"Columbia Women's Liberation, Report from the Committee on Discrimination Against Women Faculty" Barnard Alumnae Magazine, Spring 1970, page 1

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Barnard Alumnae Magazine 
Spring 1970
Columbia Women's Liberation
Report from the Committee on Discrimination 
Against Women Faculty

A Columbia Women’s Liberation group, formed in the spring of 1969,

grew out of women’s consciousness that the problems of sexual status must be
articulated in political and economic terms. We concentrate on the problems

that women face in common because of society’s attitudes . . . problems which
are not a matter for individual adjustment but require group action. As a
university organization, we can focus on several areas: education and

curricular questions; health care; employment practices as they affect teaching
and administrative staff; the criteria for awarding graduate school fellowships;
child care. This report summarizes the research of a small group of graduate
students and junior faculty who are concerned about the employment practices

of this university.

Our method is simple. We have tabulated the number of women and men

doing the same job. Percentages of the totals may then be constructed.

In the case of ambiguous catalogue listings, by calling Department offices

we double-checked names whose gender was unclear. The report uses the
catalogues of the various divisions of the university, the yearly publication
recording the names and fields of all Master’s and Doctor’s degrees awarded,

the American Association of University Professors’ annual salary reports,

national statistics and a few other relevant publications.‘

The only fully satisfactory way to prove discriminatory practices would be

the case-history method. We did not have the facilities to carry out a proper
investigation along these lines, but the university should consider making such

a study. Information could be sought from former and present faculty members,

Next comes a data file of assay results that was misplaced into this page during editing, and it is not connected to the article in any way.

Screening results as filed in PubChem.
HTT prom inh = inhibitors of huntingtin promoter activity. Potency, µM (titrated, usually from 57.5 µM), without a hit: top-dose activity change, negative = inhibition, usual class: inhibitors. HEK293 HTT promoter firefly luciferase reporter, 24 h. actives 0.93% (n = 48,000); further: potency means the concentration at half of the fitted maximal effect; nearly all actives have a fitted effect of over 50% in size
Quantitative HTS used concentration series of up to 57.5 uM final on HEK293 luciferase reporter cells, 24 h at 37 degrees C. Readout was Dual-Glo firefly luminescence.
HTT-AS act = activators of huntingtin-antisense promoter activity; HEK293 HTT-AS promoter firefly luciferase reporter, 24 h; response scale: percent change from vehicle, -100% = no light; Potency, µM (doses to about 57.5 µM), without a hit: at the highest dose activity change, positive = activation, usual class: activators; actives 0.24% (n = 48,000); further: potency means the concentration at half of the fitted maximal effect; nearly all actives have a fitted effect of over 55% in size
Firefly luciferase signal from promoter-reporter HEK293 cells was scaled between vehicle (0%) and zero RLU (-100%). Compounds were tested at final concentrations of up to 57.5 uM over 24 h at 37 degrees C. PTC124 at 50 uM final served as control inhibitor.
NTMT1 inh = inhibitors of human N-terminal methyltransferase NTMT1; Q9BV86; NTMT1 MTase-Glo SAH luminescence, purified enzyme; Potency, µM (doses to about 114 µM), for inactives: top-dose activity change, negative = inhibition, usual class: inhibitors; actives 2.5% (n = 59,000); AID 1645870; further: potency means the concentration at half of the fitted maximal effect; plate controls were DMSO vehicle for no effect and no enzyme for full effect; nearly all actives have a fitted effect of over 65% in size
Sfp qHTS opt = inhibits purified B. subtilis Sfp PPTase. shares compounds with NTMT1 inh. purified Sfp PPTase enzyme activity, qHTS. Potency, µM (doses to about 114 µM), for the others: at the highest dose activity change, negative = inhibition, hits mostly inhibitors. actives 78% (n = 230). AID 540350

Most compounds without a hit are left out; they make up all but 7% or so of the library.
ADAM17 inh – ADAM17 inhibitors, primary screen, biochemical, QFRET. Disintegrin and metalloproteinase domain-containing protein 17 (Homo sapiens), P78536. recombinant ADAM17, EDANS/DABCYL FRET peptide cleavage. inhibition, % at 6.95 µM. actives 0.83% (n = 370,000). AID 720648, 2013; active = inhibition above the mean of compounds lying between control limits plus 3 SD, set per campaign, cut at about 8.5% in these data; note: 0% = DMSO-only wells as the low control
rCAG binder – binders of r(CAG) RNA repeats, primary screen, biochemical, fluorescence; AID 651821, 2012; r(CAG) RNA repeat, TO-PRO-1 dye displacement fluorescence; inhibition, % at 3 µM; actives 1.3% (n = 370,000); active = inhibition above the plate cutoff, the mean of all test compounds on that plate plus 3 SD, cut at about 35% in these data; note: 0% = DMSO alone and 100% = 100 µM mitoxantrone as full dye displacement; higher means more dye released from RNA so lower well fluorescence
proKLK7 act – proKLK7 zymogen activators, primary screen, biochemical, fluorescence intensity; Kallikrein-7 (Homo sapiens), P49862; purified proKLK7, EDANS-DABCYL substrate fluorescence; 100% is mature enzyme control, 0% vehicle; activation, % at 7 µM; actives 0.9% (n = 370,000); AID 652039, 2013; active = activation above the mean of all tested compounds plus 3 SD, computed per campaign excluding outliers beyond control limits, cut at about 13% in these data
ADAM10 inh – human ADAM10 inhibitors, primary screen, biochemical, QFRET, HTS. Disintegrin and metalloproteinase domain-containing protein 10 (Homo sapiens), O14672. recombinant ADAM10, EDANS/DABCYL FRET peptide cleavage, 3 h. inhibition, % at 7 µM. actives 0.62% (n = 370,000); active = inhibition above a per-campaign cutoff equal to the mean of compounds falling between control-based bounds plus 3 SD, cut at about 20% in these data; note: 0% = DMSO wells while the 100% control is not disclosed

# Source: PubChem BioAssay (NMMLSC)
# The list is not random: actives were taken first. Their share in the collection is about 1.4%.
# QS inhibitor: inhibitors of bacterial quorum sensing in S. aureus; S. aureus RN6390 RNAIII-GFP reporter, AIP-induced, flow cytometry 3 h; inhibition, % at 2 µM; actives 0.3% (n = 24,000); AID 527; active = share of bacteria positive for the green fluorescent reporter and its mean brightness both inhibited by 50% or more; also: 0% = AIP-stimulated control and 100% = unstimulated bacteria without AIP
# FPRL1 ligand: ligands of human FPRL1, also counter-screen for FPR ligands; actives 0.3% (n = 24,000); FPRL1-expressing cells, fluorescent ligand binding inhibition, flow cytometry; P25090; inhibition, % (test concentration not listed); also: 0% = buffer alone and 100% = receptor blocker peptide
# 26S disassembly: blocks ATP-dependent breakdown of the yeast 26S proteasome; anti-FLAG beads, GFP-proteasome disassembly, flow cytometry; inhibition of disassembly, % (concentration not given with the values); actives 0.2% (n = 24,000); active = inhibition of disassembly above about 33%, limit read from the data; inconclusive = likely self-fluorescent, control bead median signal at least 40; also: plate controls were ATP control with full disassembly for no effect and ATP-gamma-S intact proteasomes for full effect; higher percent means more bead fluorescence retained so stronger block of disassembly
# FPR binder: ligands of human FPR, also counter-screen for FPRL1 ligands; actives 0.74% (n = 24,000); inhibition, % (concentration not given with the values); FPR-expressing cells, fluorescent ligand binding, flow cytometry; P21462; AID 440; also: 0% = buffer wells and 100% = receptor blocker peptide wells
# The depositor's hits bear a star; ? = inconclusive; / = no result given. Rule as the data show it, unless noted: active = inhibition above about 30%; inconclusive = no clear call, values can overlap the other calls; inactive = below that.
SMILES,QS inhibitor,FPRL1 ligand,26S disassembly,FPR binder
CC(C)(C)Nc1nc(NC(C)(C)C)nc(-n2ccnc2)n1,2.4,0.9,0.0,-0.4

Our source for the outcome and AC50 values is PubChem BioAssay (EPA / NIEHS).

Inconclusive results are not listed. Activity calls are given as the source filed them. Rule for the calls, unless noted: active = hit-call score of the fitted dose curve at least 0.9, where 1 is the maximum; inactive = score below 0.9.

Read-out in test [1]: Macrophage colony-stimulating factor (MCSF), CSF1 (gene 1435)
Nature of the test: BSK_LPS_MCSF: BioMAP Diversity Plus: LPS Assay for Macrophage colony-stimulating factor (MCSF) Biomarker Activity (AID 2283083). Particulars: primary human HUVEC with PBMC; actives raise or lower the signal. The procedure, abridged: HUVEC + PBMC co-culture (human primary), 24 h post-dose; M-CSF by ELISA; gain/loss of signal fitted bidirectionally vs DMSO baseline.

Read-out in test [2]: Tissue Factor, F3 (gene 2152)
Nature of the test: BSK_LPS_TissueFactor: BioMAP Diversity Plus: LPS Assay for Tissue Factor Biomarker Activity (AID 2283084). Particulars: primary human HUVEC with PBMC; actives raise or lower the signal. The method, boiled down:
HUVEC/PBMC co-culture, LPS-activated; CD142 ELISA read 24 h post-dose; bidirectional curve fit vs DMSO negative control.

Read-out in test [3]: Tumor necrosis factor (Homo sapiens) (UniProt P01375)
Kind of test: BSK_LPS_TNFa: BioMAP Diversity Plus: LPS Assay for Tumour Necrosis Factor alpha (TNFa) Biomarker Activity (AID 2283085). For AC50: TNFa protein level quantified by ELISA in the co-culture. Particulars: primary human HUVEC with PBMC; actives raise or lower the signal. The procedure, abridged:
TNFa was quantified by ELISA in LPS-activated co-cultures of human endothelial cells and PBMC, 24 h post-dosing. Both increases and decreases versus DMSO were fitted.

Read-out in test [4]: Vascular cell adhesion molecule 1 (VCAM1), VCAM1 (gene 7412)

male and female, and from unsuccessful applicants of both sexes for positions

at Columbia and Barnard. The criteria of departmental hiring committees could
be investigated and assessed. The study should be extended to include comparable
schools where similar hiring criteria will operate. Salary scales for women and
men must be compared, as well as their rates of promotion. Clearly we
recommend broader and more detailed studies, since ours is only an introduction

to the facts of discrimination. 4

In studying the different numbers of men and women employed

by the various divisions of Columbia University, we did not assume that a 50/50
ratio was either immediately desirable or justifiable. We based our expectation

of the proportion of female faculty to male on the proportion of women

known to have the appropriate training, namely a Ph.D., excluding for the time
being most other factors affecting the employment of men and women with

Ph.D.s. For example, there is evidence that suggests that women in some fields
should be represented in higher proportions than that of degrees earned on 
the grounds that women are more likely than men to be employed by educational V
institutions, the men working instead in industry and government.’ A fuller 

0 -l

‘ The figures on degrees earned by subject and sex are taken from Federal Security
Agency, Office of Education, Circular numbers 262 (1949), 28221 (1950), 3333
(1951), 3602. (1952) ; Department of Health, Education and Welfare, Office of
Education, Circular numbc-.rs.380a (1953), 418 (1954), 461 (1955), 499 (1956),
527 (1957), 570 (1958). And OE 54010-59; OE 54010-60; OE 54010-61; “Earned
Degrees Conferred 1961-2”; OE 50039-63; OE 54010-65; OE 54013a-66. Degrees earned
in general by sex, from 1900-1957, from IIi.itorical Statistics 0/ the United States:
Colonial Times to 1957 (Series H327-338). Statistics from 1957-66 are aggregations
of the disaggregated data from Office of Education circulars.

9 Women and the Scientific Profession, edited by Jacquelyn A. Hatfield and Carolyn
G. Van Aken, Cambridge, Mass., M.I.T. Press, 1965, p. 63. VVOn1en are, however,